In Juliana v. United States, 21 youth plaintiffs are suing the government over the right to a safe, livable climate. Burger said expert reports "filed in anticipation of a trial" demonstrated how attribution science could help answer the lawsuit's central issues of how many emissions can be traced to the U.S. government and whether climate change could be attributed to the plaintiff's specific harms.

"The extreme event or climate attribution science is a necessary step in demonstrating the connection between climate change and the injuries," Burger said. "That's what those studies show, they show that climate change caused the harm."

Burger and co-authors Radley Horton and Jessica Wentz of Columbia University explored attribution science and its use in litigation in a massive paper published earlier this year.

The April study details six key ways in which science that links humans to damage-causing climate change has already made its way into litigation. They include helping establish standing to sue greenhouse gas emitters for climate harms, challenging the failure to regulate emissions and bringing lawsuits surrounding insufficient risk disclosures.

Both Burger and Frumhoff drew a distinction between extreme event attribution and what they call "source attribution."

"There've been several hundred studies over the past couple of decades, and attribution science of extreme events is one component of what's being called attribution science," Frumhoff said. "The other ... is about attribution of sources."

Unlike extreme event attribution, which focuses on how climate change could spur specific events, source attribution links emissions to specific actors.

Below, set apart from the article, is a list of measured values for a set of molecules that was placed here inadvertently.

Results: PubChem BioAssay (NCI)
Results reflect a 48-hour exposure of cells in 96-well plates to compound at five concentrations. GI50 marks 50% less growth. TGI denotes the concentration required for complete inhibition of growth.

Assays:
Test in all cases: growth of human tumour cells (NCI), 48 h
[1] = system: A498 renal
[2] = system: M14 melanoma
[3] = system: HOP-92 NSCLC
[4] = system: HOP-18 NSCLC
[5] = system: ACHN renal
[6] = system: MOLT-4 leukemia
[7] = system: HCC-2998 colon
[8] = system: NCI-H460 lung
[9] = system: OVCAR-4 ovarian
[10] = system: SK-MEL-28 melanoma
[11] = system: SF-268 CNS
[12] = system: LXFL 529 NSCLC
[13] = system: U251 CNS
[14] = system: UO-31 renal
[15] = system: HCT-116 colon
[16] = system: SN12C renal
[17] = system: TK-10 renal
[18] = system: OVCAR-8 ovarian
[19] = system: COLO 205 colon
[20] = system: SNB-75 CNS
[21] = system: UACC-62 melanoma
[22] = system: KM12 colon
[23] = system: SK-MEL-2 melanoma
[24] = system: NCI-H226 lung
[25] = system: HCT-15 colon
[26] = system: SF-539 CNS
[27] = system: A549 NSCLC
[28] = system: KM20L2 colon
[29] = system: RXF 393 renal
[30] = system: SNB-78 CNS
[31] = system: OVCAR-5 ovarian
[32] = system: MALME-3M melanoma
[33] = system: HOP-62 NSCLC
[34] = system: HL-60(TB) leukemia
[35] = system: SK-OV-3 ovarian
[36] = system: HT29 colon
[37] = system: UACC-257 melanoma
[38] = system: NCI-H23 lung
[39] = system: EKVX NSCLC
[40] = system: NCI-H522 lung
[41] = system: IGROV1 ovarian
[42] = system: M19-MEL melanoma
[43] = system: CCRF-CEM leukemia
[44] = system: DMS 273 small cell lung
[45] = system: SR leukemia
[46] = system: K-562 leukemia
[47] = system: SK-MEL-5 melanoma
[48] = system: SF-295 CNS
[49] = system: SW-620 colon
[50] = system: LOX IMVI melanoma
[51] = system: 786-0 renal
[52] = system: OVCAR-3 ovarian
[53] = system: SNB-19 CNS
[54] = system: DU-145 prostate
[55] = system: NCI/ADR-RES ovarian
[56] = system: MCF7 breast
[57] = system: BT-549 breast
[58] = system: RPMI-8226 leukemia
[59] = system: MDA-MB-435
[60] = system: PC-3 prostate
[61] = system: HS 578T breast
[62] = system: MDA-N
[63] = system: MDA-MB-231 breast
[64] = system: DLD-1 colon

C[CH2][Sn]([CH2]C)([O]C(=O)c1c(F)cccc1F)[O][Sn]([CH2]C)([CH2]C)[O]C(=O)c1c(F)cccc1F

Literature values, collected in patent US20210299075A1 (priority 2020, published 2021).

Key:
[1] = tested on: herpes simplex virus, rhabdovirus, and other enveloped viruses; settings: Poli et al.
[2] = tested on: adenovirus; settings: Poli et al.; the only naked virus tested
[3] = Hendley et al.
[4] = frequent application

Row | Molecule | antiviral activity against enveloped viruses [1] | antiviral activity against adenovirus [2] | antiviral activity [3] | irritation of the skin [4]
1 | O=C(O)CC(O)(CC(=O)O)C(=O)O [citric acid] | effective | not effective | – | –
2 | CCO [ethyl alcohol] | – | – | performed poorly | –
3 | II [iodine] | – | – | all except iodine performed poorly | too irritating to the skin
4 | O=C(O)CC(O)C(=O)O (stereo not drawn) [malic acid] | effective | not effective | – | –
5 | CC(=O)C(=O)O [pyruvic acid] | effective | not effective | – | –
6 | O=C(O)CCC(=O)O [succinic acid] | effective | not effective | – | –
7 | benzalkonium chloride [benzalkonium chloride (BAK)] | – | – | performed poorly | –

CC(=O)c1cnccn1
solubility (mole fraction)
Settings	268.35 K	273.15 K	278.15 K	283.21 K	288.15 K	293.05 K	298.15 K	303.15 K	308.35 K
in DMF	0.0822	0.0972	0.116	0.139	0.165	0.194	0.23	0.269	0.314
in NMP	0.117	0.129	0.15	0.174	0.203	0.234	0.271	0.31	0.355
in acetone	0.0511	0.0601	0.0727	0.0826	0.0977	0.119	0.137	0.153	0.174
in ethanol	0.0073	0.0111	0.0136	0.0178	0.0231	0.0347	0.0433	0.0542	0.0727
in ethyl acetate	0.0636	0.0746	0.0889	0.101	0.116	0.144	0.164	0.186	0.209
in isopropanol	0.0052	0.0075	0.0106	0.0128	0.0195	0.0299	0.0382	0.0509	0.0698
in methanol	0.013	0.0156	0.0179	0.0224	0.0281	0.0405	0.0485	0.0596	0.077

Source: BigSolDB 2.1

"They would be presumably treated differently in the courtroom. They're appropriate to answer different questions," Frumhoff said.

Source attribution stems from 2014 research conducted by Richard Heede, which found that 63% of worldwide greenhouse gas emissions could be traced back to 90 international fossil fuel companies — nicknamed "carbon majors."

Burger said tracing emissions to the U.S. government is a necessary part of Juliana — one that could be influenced by this science.

"And so if the United States government can only be assigned, you know, .01% of global greenhouse gas emissions, then the plaintiff's case is much weaker than if the U.S. government is responsible for 20% of global greenhouse gas emissions," Burger said.

Similarly, according to Frumhoff, municipalities bringing cases against Big Oil over climate damages could look to the science to ascertain to what extent emissions from companies contribute to things like sea-level rise.

"We can now — just as we can with nations — divvy up the global pie of atmospheric changes in climate to sources from fossil fuel companies," Frumhoff said.

But while the methodologies of attribution science are solid, Frumhoff said that companies could try to dispute their responsibilities as tobacco firms did to combat their own damage litigation.

"We're already beginning to see some language about companies saying they don't have responsibility for those emissions, that's really customer emissions — which is very much like what tobacco companies did," Frumhoff said. "I think that's an illegitimate argument. But I think it's one that we might anticipate."